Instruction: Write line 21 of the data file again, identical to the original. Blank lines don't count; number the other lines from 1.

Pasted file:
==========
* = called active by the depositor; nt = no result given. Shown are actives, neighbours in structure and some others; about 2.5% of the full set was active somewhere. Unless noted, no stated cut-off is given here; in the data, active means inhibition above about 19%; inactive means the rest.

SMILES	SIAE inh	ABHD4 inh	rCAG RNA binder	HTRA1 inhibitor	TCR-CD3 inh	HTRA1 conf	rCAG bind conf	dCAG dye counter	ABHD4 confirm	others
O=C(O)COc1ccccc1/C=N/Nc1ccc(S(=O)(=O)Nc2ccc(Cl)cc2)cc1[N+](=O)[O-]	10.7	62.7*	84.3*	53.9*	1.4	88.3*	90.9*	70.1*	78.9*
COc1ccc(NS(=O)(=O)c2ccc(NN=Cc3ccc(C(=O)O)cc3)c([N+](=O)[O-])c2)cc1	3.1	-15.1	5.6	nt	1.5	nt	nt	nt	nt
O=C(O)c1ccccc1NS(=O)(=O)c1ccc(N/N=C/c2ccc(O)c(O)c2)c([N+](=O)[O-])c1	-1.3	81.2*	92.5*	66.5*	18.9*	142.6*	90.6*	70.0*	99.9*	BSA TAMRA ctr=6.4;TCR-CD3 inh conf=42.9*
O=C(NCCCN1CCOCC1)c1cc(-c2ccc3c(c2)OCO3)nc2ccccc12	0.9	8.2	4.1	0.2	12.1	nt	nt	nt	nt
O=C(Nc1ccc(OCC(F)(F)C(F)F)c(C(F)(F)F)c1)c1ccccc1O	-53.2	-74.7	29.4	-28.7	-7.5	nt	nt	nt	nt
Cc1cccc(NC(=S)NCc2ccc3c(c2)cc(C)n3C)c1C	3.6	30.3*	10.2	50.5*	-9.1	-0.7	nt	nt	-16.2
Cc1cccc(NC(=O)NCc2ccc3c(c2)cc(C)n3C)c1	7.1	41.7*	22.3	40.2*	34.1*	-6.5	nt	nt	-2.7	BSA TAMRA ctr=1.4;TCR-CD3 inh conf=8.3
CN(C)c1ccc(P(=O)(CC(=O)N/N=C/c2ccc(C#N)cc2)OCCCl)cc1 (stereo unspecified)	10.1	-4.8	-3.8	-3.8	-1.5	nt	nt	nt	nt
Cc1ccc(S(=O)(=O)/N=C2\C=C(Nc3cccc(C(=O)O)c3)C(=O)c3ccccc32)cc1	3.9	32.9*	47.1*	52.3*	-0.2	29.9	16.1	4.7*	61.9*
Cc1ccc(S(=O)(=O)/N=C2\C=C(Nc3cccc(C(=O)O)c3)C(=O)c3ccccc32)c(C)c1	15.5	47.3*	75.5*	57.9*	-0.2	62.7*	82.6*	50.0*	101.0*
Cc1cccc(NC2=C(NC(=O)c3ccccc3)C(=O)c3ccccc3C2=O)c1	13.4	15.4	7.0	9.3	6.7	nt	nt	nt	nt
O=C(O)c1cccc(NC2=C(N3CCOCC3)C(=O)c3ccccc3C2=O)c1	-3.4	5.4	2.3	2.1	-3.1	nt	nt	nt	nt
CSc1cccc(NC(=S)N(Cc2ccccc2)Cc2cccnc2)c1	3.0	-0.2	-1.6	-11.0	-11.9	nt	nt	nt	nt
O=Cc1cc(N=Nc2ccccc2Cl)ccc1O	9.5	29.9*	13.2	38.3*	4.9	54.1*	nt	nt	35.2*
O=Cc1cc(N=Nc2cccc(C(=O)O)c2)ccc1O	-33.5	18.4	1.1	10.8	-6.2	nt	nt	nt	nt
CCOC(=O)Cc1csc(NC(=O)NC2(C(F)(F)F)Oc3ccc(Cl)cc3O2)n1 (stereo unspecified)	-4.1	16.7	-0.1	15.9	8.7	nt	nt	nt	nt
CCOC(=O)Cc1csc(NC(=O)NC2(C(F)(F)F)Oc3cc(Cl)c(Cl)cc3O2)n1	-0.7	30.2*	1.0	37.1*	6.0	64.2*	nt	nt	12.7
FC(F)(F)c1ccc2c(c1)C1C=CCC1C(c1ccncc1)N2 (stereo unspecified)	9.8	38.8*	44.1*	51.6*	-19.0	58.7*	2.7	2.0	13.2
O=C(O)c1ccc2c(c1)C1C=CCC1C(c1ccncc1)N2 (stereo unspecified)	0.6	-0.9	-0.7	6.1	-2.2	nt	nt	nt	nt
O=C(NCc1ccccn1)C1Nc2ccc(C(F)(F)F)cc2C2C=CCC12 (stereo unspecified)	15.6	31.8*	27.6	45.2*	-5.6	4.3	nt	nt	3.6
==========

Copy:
O=C(O)c1ccc2c(c1)C1C=CCC1C(c1ccncc1)N2 (stereo unspecified)	0.6	-0.9	-0.7	6.1	-2.2	nt	nt	nt	nt